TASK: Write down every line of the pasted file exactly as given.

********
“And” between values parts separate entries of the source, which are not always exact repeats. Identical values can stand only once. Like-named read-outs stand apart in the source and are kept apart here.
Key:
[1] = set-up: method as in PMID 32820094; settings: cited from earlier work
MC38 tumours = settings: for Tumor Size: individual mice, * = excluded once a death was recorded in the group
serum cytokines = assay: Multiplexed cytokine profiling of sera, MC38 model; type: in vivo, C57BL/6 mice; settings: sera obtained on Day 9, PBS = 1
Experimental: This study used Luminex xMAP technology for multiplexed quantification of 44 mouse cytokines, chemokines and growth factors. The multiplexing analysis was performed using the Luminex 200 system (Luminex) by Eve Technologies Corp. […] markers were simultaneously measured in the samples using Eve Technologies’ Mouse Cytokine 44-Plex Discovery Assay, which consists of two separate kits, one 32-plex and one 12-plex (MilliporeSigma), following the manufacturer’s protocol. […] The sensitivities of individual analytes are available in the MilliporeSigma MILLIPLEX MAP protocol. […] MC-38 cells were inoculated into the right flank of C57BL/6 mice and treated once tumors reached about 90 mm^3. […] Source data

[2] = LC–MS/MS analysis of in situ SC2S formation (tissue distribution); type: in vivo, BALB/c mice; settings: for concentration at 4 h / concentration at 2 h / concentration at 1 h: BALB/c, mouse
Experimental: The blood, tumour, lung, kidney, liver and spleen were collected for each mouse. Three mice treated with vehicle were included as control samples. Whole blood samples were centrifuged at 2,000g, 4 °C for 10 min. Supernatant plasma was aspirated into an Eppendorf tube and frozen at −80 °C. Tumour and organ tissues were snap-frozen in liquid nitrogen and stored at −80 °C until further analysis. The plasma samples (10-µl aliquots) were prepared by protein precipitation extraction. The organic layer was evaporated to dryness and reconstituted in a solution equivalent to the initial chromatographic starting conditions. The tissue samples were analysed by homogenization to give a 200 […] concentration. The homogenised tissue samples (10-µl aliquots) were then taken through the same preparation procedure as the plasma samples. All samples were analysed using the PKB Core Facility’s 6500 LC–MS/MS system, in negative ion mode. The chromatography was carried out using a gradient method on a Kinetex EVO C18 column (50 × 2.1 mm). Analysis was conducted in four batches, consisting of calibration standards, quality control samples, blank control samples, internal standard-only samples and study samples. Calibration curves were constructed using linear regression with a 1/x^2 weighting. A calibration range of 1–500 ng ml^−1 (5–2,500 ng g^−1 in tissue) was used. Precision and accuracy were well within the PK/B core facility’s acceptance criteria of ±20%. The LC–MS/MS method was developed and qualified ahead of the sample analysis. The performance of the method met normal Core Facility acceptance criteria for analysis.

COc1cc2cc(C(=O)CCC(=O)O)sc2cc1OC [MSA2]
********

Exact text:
“And” between values parts separate entries of the source, which are not always exact repeats. Identical values can stand only once. Like-named read-outs stand apart in the source and are kept apart here.
Key:
[1] = set-up: method as in PMID 32820094; settings: cited from earlier work
MC38 tumours = settings: for Tumor Size: individual mice, * = excluded once a death was recorded in the group
serum cytokines = assay: Multiplexed cytokine profiling of sera, MC38 model; type: in vivo, C57BL/6 mice; settings: sera obtained on Day 9, PBS = 1
Experimental: This study used Luminex xMAP technology for multiplexed quantification of 44 mouse cytokines, chemokines and growth factors. The multiplexing analysis was performed using the Luminex 200 system (Luminex) by Eve Technologies Corp. […] markers were simultaneously measured in the samples using Eve Technologies’ Mouse Cytokine 44-Plex Discovery Assay, which consists of two separate kits, one 32-plex and one 12-plex (MilliporeSigma), following the manufacturer’s protocol. […] The sensitivities of individual analytes are available in the MilliporeSigma MILLIPLEX MAP protocol. […] MC-38 cells were inoculated into the right flank of C57BL/6 mice and treated once tumors reached about 90 mm^3. […] Source data

[2] = LC–MS/MS analysis of in situ SC2S formation (tissue distribution); type: in vivo, BALB/c mice; settings: for concentration at 4 h / concentration at 2 h / concentration at 1 h: BALB/c, mouse
Experimental: The blood, tumour, lung, kidney, liver and spleen were collected for each mouse. Three mice treated with vehicle were included as control samples. Whole blood samples were centrifuged at 2,000g, 4 °C for 10 min. Supernatant plasma was aspirated into an Eppendorf tube and frozen at −80 °C. Tumour and organ tissues were snap-frozen in liquid nitrogen and stored at −80 °C until further analysis. The plasma samples (10-µl aliquots) were prepared by protein precipitation extraction. The organic layer was evaporated to dryness and reconstituted in a solution equivalent to the initial chromatographic starting conditions. The tissue samples were analysed by homogenization to give a 200 […] concentration. The homogenised tissue samples (10-µl aliquots) were then taken through the same preparation procedure as the plasma samples. All samples were analysed using the PKB Core Facility’s 6500 LC–MS/MS system, in negative ion mode. The chromatography was carried out using a gradient method on a Kinetex EVO C18 column (50 × 2.1 mm). Analysis was conducted in four batches, consisting of calibration standards, quality control samples, blank control samples, internal standard-only samples and study samples. Calibration curves were constructed using linear regression with a 1/x^2 weighting. A calibration range of 1–500 ng ml^−1 (5–2,500 ng g^−1 in tissue) was used. Precision and accuracy were well within the PK/B core facility’s acceptance criteria of ±20%. The LC–MS/MS method was developed and qualified ahead of the sample analysis. The performance of the method met normal Core Facility acceptance criteria for analysis.

COc1cc2cc(C(=O)CCC(=O)O)sc2cc1OC [MSA2]